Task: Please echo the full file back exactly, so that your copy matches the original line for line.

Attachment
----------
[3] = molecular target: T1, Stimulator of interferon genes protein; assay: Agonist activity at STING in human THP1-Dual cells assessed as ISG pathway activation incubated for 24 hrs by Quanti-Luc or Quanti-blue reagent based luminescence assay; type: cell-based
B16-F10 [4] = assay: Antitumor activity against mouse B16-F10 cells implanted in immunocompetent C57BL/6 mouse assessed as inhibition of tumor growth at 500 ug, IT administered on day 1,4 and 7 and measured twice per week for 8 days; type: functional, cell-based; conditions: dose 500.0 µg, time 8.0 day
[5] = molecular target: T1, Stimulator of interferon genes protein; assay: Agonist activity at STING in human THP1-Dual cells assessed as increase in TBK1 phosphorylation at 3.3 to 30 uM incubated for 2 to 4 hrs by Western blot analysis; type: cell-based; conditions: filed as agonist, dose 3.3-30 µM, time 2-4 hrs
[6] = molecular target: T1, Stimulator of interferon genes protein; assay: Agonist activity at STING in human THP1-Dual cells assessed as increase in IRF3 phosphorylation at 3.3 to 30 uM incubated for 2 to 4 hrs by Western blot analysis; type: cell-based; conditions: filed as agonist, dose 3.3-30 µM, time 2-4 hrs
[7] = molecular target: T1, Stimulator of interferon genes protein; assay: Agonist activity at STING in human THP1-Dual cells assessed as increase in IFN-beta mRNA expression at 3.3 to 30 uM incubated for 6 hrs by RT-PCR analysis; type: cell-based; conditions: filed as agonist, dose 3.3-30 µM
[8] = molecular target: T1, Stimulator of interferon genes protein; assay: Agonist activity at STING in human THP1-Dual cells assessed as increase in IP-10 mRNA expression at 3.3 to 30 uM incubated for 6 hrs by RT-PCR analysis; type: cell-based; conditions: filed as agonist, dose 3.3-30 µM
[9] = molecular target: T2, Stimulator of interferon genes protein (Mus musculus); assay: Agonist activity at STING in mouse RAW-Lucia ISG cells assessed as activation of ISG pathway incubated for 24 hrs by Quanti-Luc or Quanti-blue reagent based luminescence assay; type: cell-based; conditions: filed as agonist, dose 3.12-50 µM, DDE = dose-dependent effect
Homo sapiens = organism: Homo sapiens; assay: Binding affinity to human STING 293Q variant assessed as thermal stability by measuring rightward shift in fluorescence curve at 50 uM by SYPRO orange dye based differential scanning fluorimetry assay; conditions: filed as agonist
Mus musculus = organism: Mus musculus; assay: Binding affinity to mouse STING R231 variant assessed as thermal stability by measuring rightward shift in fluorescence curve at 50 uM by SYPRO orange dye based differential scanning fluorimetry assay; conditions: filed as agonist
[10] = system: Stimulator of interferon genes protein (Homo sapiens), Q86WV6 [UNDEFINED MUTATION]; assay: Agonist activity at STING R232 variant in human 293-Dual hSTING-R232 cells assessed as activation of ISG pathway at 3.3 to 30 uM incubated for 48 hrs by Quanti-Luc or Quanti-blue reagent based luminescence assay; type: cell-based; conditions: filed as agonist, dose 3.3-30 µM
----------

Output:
[3] = molecular target: T1, Stimulator of interferon genes protein; assay: Agonist activity at STING in human THP1-Dual cells assessed as ISG pathway activation incubated for 24 hrs by Quanti-Luc or Quanti-blue reagent based luminescence assay; type: cell-based
B16-F10 [4] = assay: Antitumor activity against mouse B16-F10 cells implanted in immunocompetent C57BL/6 mouse assessed as inhibition of tumor growth at 500 ug, IT administered on day 1,4 and 7 and measured twice per week for 8 days; type: functional, cell-based; conditions: dose 500.0 µg, time 8.0 day
[5] = molecular target: T1, Stimulator of interferon genes protein; assay: Agonist activity at STING in human THP1-Dual cells assessed as increase in TBK1 phosphorylation at 3.3 to 30 uM incubated for 2 to 4 hrs by Western blot analysis; type: cell-based; conditions: filed as agonist, dose 3.3-30 µM, time 2-4 hrs
[6] = molecular target: T1, Stimulator of interferon genes protein; assay: Agonist activity at STING in human THP1-Dual cells assessed as increase in IRF3 phosphorylation at 3.3 to 30 uM incubated for 2 to 4 hrs by Western blot analysis; type: cell-based; conditions: filed as agonist, dose 3.3-30 µM, time 2-4 hrs
[7] = molecular target: T1, Stimulator of interferon genes protein; assay: Agonist activity at STING in human THP1-Dual cells assessed as increase in IFN-beta mRNA expression at 3.3 to 30 uM incubated for 6 hrs by RT-PCR analysis; type: cell-based; conditions: filed as agonist, dose 3.3-30 µM
[8] = molecular target: T1, Stimulator of interferon genes protein; assay: Agonist activity at STING in human THP1-Dual cells assessed as increase in IP-10 mRNA expression at 3.3 to 30 uM incubated for 6 hrs by RT-PCR analysis; type: cell-based; conditions: filed as agonist, dose 3.3-30 µM
[9] = molecular target: T2, Stimulator of interferon genes protein (Mus musculus); assay: Agonist activity at STING in mouse RAW-Lucia ISG cells assessed as activation of ISG pathway incubated for 24 hrs by Quanti-Luc or Quanti-blue reagent based luminescence assay; type: cell-based; conditions: filed as agonist, dose 3.12-50 µM, DDE = dose-dependent effect
Homo sapiens = organism: Homo sapiens; assay: Binding affinity to human STING 293Q variant assessed as thermal stability by measuring rightward shift in fluorescence curve at 50 uM by SYPRO orange dye based differential scanning fluorimetry assay; conditions: filed as agonist
Mus musculus = organism: Mus musculus; assay: Binding affinity to mouse STING R231 variant assessed as thermal stability by measuring rightward shift in fluorescence curve at 50 uM by SYPRO orange dye based differential scanning fluorimetry assay; conditions: filed as agonist
[10] = system: Stimulator of interferon genes protein (Homo sapiens), Q86WV6 [UNDEFINED MUTATION]; assay: Agonist activity at STING R232 variant in human 293-Dual hSTING-R232 cells assessed as activation of ISG pathway at 3.3 to 30 uM incubated for 48 hrs by Quanti-Luc or Quanti-blue reagent based luminescence assay; type: cell-based; conditions: filed as agonist, dose 3.3-30 µM